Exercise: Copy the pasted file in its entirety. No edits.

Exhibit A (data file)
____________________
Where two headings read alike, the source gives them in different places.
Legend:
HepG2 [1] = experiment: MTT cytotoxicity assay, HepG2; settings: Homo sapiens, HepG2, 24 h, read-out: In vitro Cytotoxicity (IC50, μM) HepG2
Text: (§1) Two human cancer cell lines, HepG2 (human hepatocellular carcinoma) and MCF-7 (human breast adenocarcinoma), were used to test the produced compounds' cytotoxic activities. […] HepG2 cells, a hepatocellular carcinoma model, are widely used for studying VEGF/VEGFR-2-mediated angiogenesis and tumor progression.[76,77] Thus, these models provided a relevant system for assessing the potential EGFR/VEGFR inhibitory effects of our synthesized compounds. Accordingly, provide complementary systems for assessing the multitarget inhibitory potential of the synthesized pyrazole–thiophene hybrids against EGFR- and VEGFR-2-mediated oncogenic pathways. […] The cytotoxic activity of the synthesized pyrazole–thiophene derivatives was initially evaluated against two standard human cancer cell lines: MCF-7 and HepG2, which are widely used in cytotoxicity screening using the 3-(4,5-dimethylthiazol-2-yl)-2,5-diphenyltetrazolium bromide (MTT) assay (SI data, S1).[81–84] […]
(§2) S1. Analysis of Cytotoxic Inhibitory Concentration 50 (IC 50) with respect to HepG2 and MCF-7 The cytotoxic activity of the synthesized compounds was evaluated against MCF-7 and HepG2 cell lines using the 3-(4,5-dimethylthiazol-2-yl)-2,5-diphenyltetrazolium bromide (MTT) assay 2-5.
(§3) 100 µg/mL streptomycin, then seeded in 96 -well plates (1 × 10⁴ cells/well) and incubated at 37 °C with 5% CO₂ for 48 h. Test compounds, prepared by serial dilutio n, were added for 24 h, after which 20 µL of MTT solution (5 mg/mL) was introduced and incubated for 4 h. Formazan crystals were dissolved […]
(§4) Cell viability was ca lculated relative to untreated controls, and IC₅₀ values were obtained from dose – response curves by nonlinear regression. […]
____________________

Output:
Where two headings read alike, the source gives them in different places.
Legend:
HepG2 [1] = experiment: MTT cytotoxicity assay, HepG2; settings: Homo sapiens, HepG2, 24 h, read-out: In vitro Cytotoxicity (IC50, μM) HepG2
Text: (§1) Two human cancer cell lines, HepG2 (human hepatocellular carcinoma) and MCF-7 (human breast adenocarcinoma), were used to test the produced compounds' cytotoxic activities. […] HepG2 cells, a hepatocellular carcinoma model, are widely used for studying VEGF/VEGFR-2-mediated angiogenesis and tumor progression.[76,77] Thus, these models provided a relevant system for assessing the potential EGFR/VEGFR inhibitory effects of our synthesized compounds. Accordingly, provide complementary systems for assessing the multitarget inhibitory potential of the synthesized pyrazole–thiophene hybrids against EGFR- and VEGFR-2-mediated oncogenic pathways. […] The cytotoxic activity of the synthesized pyrazole–thiophene derivatives was initially evaluated against two standard human cancer cell lines: MCF-7 and HepG2, which are widely used in cytotoxicity screening using the 3-(4,5-dimethylthiazol-2-yl)-2,5-diphenyltetrazolium bromide (MTT) assay (SI data, S1).[81–84] […]
(§2) S1. Analysis of Cytotoxic Inhibitory Concentration 50 (IC 50) with respect to HepG2 and MCF-7 The cytotoxic activity of the synthesized compounds was evaluated against MCF-7 and HepG2 cell lines using the 3-(4,5-dimethylthiazol-2-yl)-2,5-diphenyltetrazolium bromide (MTT) assay 2-5.
(§3) 100 µg/mL streptomycin, then seeded in 96 -well plates (1 × 10⁴ cells/well) and incubated at 37 °C with 5% CO₂ for 48 h. Test compounds, prepared by serial dilutio n, were added for 24 h, after which 20 µL of MTT solution (5 mg/mL) was introduced and incubated for 4 h. Formazan crystals were dissolved […]
(§4) Cell viability was ca lculated relative to untreated controls, and IC₅₀ values were obtained from dose – response curves by nonlinear regression. […]